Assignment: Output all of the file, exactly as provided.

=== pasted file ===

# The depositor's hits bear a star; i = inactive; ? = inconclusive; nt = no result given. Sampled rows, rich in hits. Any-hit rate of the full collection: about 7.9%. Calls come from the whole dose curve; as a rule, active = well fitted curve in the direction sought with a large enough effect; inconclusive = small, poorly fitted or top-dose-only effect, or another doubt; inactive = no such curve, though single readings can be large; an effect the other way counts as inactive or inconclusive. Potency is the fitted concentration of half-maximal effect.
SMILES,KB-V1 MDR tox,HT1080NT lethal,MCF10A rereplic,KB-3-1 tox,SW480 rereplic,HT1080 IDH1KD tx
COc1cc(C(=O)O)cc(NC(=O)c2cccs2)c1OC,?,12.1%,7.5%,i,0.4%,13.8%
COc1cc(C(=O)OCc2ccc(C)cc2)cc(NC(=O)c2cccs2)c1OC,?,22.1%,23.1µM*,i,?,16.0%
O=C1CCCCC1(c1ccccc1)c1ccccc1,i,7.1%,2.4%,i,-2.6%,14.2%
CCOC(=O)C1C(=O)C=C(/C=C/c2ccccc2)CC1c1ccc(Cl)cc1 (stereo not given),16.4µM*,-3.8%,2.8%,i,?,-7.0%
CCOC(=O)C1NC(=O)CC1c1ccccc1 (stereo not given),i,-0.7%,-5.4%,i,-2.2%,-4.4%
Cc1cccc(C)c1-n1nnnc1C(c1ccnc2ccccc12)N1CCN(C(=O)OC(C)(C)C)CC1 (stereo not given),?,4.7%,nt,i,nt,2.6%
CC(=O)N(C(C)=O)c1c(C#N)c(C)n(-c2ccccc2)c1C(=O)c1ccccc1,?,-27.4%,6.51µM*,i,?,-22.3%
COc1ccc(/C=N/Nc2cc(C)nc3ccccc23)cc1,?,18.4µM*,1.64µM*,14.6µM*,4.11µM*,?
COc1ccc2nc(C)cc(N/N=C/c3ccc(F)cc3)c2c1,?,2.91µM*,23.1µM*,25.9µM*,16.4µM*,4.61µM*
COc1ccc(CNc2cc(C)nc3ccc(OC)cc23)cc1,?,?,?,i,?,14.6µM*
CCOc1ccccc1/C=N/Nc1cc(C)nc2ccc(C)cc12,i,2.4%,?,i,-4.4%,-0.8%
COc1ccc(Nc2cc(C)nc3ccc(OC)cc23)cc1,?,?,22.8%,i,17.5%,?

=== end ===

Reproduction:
# The depositor's hits bear a star; i = inactive; ? = inconclusive; nt = no result given. Sampled rows, rich in hits. Any-hit rate of the full collection: about 7.9%. Calls come from the whole dose curve; as a rule, active = well fitted curve in the direction sought with a large enough effect; inconclusive = small, poorly fitted or top-dose-only effect, or another doubt; inactive = no such curve, though single readings can be large; an effect the other way counts as inactive or inconclusive. Potency is the fitted concentration of half-maximal effect.
SMILES,KB-V1 MDR tox,HT1080NT lethal,MCF10A rereplic,KB-3-1 tox,SW480 rereplic,HT1080 IDH1KD tx
COc1cc(C(=O)O)cc(NC(=O)c2cccs2)c1OC,?,12.1%,7.5%,i,0.4%,13.8%
COc1cc(C(=O)OCc2ccc(C)cc2)cc(NC(=O)c2cccs2)c1OC,?,22.1%,23.1µM*,i,?,16.0%
O=C1CCCCC1(c1ccccc1)c1ccccc1,i,7.1%,2.4%,i,-2.6%,14.2%
CCOC(=O)C1C(=O)C=C(/C=C/c2ccccc2)CC1c1ccc(Cl)cc1 (stereo not given),16.4µM*,-3.8%,2.8%,i,?,-7.0%
CCOC(=O)C1NC(=O)CC1c1ccccc1 (stereo not given),i,-0.7%,-5.4%,i,-2.2%,-4.4%
Cc1cccc(C)c1-n1nnnc1C(c1ccnc2ccccc12)N1CCN(C(=O)OC(C)(C)C)CC1 (stereo not given),?,4.7%,nt,i,nt,2.6%
CC(=O)N(C(C)=O)c1c(C#N)c(C)n(-c2ccccc2)c1C(=O)c1ccccc1,?,-27.4%,6.51µM*,i,?,-22.3%
COc1ccc(/C=N/Nc2cc(C)nc3ccccc23)cc1,?,18.4µM*,1.64µM*,14.6µM*,4.11µM*,?
COc1ccc2nc(C)cc(N/N=C/c3ccc(F)cc3)c2c1,?,2.91µM*,23.1µM*,25.9µM*,16.4µM*,4.61µM*
COc1ccc(CNc2cc(C)nc3ccc(OC)cc23)cc1,?,?,?,i,?,14.6µM*
CCOc1ccccc1/C=N/Nc1cc(C)nc2ccc(C)cc12,i,2.4%,?,i,-4.4%,-0.8%
COc1ccc(Nc2cc(C)nc3ccc(OC)cc23)cc1,?,?,22.8%,i,17.5%,?